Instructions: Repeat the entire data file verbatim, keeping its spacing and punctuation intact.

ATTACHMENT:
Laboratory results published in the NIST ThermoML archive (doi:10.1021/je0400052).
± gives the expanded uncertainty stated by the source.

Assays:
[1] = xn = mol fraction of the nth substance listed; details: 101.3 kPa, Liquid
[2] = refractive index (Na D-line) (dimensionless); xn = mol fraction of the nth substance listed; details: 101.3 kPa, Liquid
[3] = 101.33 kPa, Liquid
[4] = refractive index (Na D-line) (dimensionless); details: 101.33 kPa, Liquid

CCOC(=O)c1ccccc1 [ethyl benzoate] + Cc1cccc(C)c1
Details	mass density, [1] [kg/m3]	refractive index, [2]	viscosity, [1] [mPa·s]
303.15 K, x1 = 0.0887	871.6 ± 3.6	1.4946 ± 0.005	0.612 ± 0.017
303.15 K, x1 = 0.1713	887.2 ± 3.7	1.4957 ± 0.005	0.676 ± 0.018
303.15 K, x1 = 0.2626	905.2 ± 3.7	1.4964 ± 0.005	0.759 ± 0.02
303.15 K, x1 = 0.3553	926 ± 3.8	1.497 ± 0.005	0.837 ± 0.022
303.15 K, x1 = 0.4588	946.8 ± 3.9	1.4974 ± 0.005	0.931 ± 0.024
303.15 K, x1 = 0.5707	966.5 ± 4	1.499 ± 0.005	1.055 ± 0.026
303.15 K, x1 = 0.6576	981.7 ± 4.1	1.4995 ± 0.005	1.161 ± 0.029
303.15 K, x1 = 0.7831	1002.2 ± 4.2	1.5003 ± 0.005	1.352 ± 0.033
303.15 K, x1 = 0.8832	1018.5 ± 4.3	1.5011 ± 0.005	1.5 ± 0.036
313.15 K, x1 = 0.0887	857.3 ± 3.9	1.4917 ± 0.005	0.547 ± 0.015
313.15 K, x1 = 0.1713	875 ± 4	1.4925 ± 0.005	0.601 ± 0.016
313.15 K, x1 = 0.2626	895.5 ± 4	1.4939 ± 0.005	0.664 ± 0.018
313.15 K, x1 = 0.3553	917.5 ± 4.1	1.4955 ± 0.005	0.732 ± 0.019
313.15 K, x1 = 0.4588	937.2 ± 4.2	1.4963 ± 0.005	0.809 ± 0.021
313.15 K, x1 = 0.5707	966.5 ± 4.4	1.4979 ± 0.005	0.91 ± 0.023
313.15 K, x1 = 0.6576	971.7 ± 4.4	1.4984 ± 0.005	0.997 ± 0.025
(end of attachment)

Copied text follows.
Laboratory results published in the NIST ThermoML archive (doi:10.1021/je0400052).
± gives the expanded uncertainty stated by the source.

Assays:
[1] = xn = mol fraction of the nth substance listed; details: 101.3 kPa, Liquid
[2] = refractive index (Na D-line) (dimensionless); xn = mol fraction of the nth substance listed; details: 101.3 kPa, Liquid
[3] = 101.33 kPa, Liquid
[4] = refractive index (Na D-line) (dimensionless); details: 101.33 kPa, Liquid

CCOC(=O)c1ccccc1 [ethyl benzoate] + Cc1cccc(C)c1
Details	mass density, [1] [kg/m3]	refractive index, [2]	viscosity, [1] [mPa·s]
303.15 K, x1 = 0.0887	871.6 ± 3.6	1.4946 ± 0.005	0.612 ± 0.017
303.15 K, x1 = 0.1713	887.2 ± 3.7	1.4957 ± 0.005	0.676 ± 0.018
303.15 K, x1 = 0.2626	905.2 ± 3.7	1.4964 ± 0.005	0.759 ± 0.02
303.15 K, x1 = 0.3553	926 ± 3.8	1.497 ± 0.005	0.837 ± 0.022
303.15 K, x1 = 0.4588	946.8 ± 3.9	1.4974 ± 0.005	0.931 ± 0.024
303.15 K, x1 = 0.5707	966.5 ± 4	1.499 ± 0.005	1.055 ± 0.026
303.15 K, x1 = 0.6576	981.7 ± 4.1	1.4995 ± 0.005	1.161 ± 0.029
303.15 K, x1 = 0.7831	1002.2 ± 4.2	1.5003 ± 0.005	1.352 ± 0.033
303.15 K, x1 = 0.8832	1018.5 ± 4.3	1.5011 ± 0.005	1.5 ± 0.036
313.15 K, x1 = 0.0887	857.3 ± 3.9	1.4917 ± 0.005	0.547 ± 0.015
313.15 K, x1 = 0.1713	875 ± 4	1.4925 ± 0.005	0.601 ± 0.016
313.15 K, x1 = 0.2626	895.5 ± 4	1.4939 ± 0.005	0.664 ± 0.018
313.15 K, x1 = 0.3553	917.5 ± 4.1	1.4955 ± 0.005	0.732 ± 0.019
313.15 K, x1 = 0.4588	937.2 ± 4.2	1.4963 ± 0.005	0.809 ± 0.021
313.15 K, x1 = 0.5707	966.5 ± 4.4	1.4979 ± 0.005	0.91 ± 0.023
313.15 K, x1 = 0.6576	971.7 ± 4.4	1.4984 ± 0.005	0.997 ± 0.025